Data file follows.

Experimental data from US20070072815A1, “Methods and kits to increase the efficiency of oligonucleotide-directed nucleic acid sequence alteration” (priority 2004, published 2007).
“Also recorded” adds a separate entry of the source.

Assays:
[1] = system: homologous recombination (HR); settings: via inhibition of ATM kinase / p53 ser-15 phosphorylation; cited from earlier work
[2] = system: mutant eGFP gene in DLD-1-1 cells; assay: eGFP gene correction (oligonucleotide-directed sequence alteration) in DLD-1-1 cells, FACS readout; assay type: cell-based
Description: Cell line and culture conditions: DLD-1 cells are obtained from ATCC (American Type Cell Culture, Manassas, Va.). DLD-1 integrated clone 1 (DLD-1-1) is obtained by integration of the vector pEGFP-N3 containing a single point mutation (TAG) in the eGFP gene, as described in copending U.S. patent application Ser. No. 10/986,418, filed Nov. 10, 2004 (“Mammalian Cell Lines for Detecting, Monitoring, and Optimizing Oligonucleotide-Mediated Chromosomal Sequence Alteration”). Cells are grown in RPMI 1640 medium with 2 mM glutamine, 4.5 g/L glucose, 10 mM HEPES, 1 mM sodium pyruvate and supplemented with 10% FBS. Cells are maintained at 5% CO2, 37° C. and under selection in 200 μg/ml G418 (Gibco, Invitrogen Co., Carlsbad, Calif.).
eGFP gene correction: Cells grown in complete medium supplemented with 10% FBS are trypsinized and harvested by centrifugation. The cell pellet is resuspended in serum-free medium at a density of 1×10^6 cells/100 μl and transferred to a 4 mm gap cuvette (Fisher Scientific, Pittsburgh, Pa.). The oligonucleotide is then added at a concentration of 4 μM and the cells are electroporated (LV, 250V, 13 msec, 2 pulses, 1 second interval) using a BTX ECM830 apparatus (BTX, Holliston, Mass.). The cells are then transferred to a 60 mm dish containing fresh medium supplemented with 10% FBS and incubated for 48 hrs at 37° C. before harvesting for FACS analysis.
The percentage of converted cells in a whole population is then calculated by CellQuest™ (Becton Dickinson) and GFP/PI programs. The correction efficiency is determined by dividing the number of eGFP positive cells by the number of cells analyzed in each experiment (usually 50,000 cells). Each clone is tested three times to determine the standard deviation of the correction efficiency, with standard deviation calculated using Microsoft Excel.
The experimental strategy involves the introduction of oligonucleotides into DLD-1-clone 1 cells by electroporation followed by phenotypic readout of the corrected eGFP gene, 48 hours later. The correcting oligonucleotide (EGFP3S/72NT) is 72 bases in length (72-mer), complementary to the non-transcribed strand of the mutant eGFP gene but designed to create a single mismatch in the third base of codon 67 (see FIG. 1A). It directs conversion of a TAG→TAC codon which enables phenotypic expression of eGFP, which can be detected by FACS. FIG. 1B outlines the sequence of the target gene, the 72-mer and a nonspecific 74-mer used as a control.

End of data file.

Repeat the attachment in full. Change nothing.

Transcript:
Experimental data from US20070072815A1, “Methods and kits to increase the efficiency of oligonucleotide-directed nucleic acid sequence alteration” (priority 2004, published 2007).
“Also recorded” adds a separate entry of the source.

Assays:
[1] = system: homologous recombination (HR); settings: via inhibition of ATM kinase / p53 ser-15 phosphorylation; cited from earlier work
[2] = system: mutant eGFP gene in DLD-1-1 cells; assay: eGFP gene correction (oligonucleotide-directed sequence alteration) in DLD-1-1 cells, FACS readout; assay type: cell-based
Description: Cell line and culture conditions: DLD-1 cells are obtained from ATCC (American Type Cell Culture, Manassas, Va.). DLD-1 integrated clone 1 (DLD-1-1) is obtained by integration of the vector pEGFP-N3 containing a single point mutation (TAG) in the eGFP gene, as described in copending U.S. patent application Ser. No. 10/986,418, filed Nov. 10, 2004 (“Mammalian Cell Lines for Detecting, Monitoring, and Optimizing Oligonucleotide-Mediated Chromosomal Sequence Alteration”). Cells are grown in RPMI 1640 medium with 2 mM glutamine, 4.5 g/L glucose, 10 mM HEPES, 1 mM sodium pyruvate and supplemented with 10% FBS. Cells are maintained at 5% CO2, 37° C. and under selection in 200 μg/ml G418 (Gibco, Invitrogen Co., Carlsbad, Calif.).
eGFP gene correction: Cells grown in complete medium supplemented with 10% FBS are trypsinized and harvested by centrifugation. The cell pellet is resuspended in serum-free medium at a density of 1×10^6 cells/100 μl and transferred to a 4 mm gap cuvette (Fisher Scientific, Pittsburgh, Pa.). The oligonucleotide is then added at a concentration of 4 μM and the cells are electroporated (LV, 250V, 13 msec, 2 pulses, 1 second interval) using a BTX ECM830 apparatus (BTX, Holliston, Mass.). The cells are then transferred to a 60 mm dish containing fresh medium supplemented with 10% FBS and incubated for 48 hrs at 37° C. before harvesting for FACS analysis.
The percentage of converted cells in a whole population is then calculated by CellQuest™ (Becton Dickinson) and GFP/PI programs. The correction efficiency is determined by dividing the number of eGFP positive cells by the number of cells analyzed in each experiment (usually 50,000 cells). Each clone is tested three times to determine the standard deviation of the correction efficiency, with standard deviation calculated using Microsoft Excel.
The experimental strategy involves the introduction of oligonucleotides into DLD-1-clone 1 cells by electroporation followed by phenotypic readout of the corrected eGFP gene, 48 hours later. The correcting oligonucleotide (EGFP3S/72NT) is 72 bases in length (72-mer), complementary to the non-transcribed strand of the mutant eGFP gene but designed to create a single mismatch in the third base of codon 67 (see FIG. 1A). It directs conversion of a TAG→TAC codon which enables phenotypic expression of eGFP, which can be detected by FACS. FIG. 1B outlines the sequence of the target gene, the 72-mer and a nonspecific 74-mer used as a control.